Belfast Telegraph

Sunday 21 September 2014

Bedroom tax deal wins Northern Ireland a four-year reprieve

Northern Ireland does not have enough smaller homes to cater for people forced to downsize
Northern Ireland does not have enough smaller homes to cater for people forced to downsize

The effect of the notorious 'bedroom tax' is likely to be mitigated in Northern Ireland under a deal reached with the Treasury over benefit changes.

The reprieve will cost the Executive £17m in the first year, but this sum will fall each year as fewer tenants become eligible.

The measure reduces housing benefit payments to people who have more bedrooms than the Government believes they need, although pensioners are excluded.

The aim is to force them to downsize, but Northern Ireland doesn't have enough smaller dwellings to meet demand.

Senior political sources have revealed that the Treasury has agreed to let the Executive waive the benefit reductions for existing tenants, though it will still apply to new ones. The cost in the first year will be £17m, which will have to be found locally. It is also intended to give time for smaller homes to be constructed.

The benefit changes are aimed at saving money and ensuring that it is more profitable to work than to rely on allowances.

However, most parties are agreed that the effects will be greater here because of the larger numbers of people on disability payments, the size of families and the rate of child poverty.

Yesterday the Northern Ireland Council for Voluntary Action said the changes would suck £750m out of the local economy.

This figure was disputed by Social Development Minister Nelson McCausland, who said it factored in rises in benefits which would have taken place if the system wasn't changed.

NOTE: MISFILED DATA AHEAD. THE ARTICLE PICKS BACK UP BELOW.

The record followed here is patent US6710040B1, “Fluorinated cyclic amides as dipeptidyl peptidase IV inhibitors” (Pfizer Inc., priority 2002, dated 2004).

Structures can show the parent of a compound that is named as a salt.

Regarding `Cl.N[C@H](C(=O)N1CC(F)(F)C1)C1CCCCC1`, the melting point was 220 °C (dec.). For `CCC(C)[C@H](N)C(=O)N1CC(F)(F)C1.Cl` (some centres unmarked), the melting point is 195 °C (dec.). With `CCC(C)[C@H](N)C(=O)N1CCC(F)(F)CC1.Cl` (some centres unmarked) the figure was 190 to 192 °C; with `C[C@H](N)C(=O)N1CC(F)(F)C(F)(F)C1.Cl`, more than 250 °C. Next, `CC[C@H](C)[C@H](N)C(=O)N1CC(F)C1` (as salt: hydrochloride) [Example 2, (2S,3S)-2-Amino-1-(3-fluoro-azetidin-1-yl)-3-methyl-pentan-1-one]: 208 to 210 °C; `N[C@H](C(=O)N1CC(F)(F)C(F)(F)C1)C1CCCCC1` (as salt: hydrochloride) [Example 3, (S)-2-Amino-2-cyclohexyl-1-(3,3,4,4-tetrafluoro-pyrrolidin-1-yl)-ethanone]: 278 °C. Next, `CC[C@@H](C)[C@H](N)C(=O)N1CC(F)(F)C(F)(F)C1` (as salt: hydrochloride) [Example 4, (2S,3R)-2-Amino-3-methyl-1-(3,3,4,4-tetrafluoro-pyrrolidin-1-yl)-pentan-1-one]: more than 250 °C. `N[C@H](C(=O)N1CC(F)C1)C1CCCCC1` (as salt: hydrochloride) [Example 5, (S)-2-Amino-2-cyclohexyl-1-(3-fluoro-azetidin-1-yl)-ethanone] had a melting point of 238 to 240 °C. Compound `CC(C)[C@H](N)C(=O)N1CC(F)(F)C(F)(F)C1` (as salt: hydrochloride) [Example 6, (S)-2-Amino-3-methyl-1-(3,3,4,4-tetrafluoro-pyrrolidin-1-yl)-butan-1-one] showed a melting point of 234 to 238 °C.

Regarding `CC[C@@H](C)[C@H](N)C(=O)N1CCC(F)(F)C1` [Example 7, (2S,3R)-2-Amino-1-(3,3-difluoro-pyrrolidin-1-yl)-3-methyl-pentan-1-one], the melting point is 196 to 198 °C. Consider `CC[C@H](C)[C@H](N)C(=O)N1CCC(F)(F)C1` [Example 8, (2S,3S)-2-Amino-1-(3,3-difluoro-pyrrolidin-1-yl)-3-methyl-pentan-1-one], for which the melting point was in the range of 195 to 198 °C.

However, few people believe the eventual hit will be less than £600m, which is still a huge amount of spending power in an economy of 1.8 million people.

One of the least popular measures in England could, however, provide a boost here if the Executive does not introduce it.

The Assembly would receive around £10m a year to administer the Help To Work scheme aimed at the long-term unemployed, and if it does not implement it still gets the money to use elsewhere.

Other welfare changes include a cap on total benefit payments per household. Disability Living Allowance and Incapacity Benefit are being replaced by new schemes. More frequent and more stringent medical tests for those who say they are unfit for work are already underway.

Families will be hit when Child Benefit is withdrawn altogether from higher income households and frozen at present rates for the rest. Benefits generally will be eroded by inflation as annual rises are capped at 1% for most payments. Later a new Universal Credit will replace most means-tested benefits or working age benefits and is expected to produce more overall cuts.

Background

On March 8, 2012 the Welfare Reform Act received Royal Assent but. Since welfare and benefits are a devolved matter, it cannot be extended here without Stormont's agreement. The catch is that the amount we receive from Westminster to cover welfare costs is based on payments in England. So if we introduce our own system to protect people from the cuts we would have to make up the shortfall from cuts elsewhere, and we would have to pay for a new computer system to administer it.

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